Lewis v. WYCOFF COMPANY

Annotate this Case

18 Utah 2d 255 (1966)

420 P.2d 264

JOSEPH M. LEWIS, EXECUTOR OF THE ESTATE OF ORSON LEWIS, ETC., PLAINTIFFS, AND BARTON TRUCK LINE, INC., ET AL., PLAINTIFFS, AND GARRETT FREIGHTLINES, INC., ET AL., PLAINTIFFS, v. WYCOFF COMPANY, INCORPORATED, AND PUBLIC SERVICE COMMISSION OF UTAH, DEFENDANTS.

Nos. 10351, 10357, 10360.

Supreme Court of Utah.

November 22, 1966.

McCarthy & Warr, Irene Warr and Dan B. Shields, Salt Lake City, for plaintiff Joseph M. Lewis, and others.

Gustin & Richards, William S. Richards, Salt Lake City, for plaintiff Barton Truck Line, Inc., and others.

Skeen, Worsley, Snow & Christensen, Salt Lake City, for plaintiff Garrett Freightlines, Inc., and others.

Harry D. Pugsley, Salt Lake City, for defendant Wycoff Co., Inc., Phil L. Hansen, Atty. Gen., Salt Lake City, for Public Service Commission of Utah, defendant.

CROCKETT, Justice:

We are asked to reverse an order of the Public Service Commission granting an increase of authority of Wycoff Company, Inc., as a common carrier to include emergency shipments of contractor's supplies, equipment or parts weighing less than 1,000 pounds between all points in Utah.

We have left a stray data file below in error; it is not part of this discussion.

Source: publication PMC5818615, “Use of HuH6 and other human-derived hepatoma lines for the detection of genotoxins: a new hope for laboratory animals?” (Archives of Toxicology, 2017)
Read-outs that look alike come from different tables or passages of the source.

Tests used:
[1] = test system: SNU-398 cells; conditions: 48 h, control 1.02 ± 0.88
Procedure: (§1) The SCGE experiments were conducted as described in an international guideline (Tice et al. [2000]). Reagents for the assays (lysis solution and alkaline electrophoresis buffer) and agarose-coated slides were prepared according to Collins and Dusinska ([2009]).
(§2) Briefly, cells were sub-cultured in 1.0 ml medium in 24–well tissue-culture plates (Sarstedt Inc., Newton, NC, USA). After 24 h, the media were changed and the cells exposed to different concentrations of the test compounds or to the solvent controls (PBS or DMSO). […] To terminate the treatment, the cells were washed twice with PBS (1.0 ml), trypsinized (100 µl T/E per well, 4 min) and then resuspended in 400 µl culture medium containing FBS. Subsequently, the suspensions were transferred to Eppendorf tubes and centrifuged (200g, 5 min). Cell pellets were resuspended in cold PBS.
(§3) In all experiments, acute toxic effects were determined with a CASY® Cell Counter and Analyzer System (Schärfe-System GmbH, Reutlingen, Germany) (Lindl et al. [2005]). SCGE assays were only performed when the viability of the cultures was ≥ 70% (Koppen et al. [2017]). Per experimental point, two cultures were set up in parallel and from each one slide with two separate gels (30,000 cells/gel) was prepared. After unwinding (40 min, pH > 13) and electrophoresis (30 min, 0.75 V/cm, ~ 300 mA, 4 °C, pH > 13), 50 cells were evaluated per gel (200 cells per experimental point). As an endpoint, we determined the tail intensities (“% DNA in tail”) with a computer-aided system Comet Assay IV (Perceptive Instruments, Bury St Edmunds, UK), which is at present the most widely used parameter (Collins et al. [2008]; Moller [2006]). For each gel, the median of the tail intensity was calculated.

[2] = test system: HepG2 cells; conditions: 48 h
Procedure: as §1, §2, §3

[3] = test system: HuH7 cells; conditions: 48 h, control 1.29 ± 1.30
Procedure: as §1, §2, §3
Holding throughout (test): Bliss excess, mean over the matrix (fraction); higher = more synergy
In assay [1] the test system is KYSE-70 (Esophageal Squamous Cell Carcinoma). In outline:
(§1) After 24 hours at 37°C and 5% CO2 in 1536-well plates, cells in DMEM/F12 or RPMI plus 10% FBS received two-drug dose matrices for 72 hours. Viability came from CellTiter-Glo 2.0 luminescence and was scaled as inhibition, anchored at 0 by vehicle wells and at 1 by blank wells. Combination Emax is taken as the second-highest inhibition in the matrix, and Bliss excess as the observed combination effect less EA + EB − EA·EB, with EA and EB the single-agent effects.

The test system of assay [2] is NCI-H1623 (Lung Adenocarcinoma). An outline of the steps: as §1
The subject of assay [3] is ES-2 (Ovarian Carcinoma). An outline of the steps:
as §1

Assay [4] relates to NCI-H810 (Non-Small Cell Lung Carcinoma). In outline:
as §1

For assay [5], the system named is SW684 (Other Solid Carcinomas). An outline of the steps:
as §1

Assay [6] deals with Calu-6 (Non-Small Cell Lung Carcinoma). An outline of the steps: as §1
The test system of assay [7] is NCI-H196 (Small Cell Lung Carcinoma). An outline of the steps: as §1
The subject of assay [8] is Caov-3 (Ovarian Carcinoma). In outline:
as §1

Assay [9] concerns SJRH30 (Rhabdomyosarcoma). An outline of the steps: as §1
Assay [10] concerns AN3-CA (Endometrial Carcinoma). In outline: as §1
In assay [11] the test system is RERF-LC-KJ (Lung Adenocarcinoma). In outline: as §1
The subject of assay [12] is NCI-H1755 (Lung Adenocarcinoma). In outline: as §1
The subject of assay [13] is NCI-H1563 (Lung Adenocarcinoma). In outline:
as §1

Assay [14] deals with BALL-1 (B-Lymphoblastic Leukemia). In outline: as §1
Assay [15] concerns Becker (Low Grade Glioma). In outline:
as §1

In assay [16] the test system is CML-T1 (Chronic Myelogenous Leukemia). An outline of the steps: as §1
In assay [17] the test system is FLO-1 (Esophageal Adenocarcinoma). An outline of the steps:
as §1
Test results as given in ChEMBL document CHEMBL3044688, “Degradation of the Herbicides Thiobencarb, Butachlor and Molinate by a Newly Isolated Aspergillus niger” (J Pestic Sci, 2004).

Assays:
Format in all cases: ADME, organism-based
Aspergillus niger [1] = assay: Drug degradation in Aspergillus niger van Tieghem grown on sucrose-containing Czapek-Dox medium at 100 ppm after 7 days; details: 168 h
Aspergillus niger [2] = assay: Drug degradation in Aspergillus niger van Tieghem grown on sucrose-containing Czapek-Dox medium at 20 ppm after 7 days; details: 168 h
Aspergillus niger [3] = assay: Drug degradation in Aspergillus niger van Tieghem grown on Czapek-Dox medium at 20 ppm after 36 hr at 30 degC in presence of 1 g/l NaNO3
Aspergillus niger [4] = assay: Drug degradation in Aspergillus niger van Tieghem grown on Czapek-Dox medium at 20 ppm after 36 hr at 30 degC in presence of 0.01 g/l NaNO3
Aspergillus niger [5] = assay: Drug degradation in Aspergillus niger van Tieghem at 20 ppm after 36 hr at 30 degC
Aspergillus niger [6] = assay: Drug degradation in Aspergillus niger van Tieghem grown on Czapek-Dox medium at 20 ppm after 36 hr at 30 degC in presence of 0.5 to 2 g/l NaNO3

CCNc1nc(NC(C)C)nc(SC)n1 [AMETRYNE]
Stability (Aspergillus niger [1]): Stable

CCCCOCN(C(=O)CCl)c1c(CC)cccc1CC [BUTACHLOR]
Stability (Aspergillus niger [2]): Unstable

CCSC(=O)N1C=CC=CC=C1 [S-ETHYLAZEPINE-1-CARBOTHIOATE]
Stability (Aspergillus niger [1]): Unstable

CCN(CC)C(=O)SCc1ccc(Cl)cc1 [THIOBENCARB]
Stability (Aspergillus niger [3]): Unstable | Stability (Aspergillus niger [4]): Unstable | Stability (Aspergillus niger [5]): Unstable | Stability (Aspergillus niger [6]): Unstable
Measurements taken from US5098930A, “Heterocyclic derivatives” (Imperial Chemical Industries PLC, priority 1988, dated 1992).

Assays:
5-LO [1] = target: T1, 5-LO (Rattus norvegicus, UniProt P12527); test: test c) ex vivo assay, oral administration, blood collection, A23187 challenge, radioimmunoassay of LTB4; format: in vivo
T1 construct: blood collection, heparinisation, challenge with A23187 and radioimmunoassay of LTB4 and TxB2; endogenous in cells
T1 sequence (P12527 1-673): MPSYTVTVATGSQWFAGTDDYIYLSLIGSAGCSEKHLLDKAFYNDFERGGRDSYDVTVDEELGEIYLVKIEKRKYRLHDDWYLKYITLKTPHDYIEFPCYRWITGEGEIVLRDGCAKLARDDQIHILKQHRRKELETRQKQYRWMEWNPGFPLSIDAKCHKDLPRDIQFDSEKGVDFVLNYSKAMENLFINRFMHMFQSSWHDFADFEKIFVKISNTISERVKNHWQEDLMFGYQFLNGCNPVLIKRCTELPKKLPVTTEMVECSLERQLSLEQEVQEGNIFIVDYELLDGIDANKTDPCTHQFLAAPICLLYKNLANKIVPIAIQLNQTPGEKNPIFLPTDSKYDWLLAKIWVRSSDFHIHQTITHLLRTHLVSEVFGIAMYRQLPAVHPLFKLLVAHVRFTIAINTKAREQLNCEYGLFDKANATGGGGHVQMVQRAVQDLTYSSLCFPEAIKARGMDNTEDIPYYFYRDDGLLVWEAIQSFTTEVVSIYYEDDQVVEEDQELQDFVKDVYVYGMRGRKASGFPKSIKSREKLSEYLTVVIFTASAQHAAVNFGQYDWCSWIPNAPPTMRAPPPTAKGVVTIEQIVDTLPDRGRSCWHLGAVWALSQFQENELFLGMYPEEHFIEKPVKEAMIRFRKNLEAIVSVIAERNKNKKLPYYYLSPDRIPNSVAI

Wycoff has for some years operated an express service for smaller shipments of commodities such as newspapers, mail, drugs, cut flowers, and motion picture films, over most of the principal highways of the state.[1] In 1960 Wycoff applied to increase its authority by removing the then existing weight limitation of 100 pounds per shipment and of 500 pounds total on any schedule. Thereafter the Commission followed a policy of granting Wycoff successive temporary permits to haul emergency shipments until other carriers protested by petitioning the Commission to vacate one such permit and to cease granting them. Upon denial of the petition an appeal was taken to this court. We criticized that practice and indicated that the question of Wycoff's right to render such service should be determined under regular procedure.[2]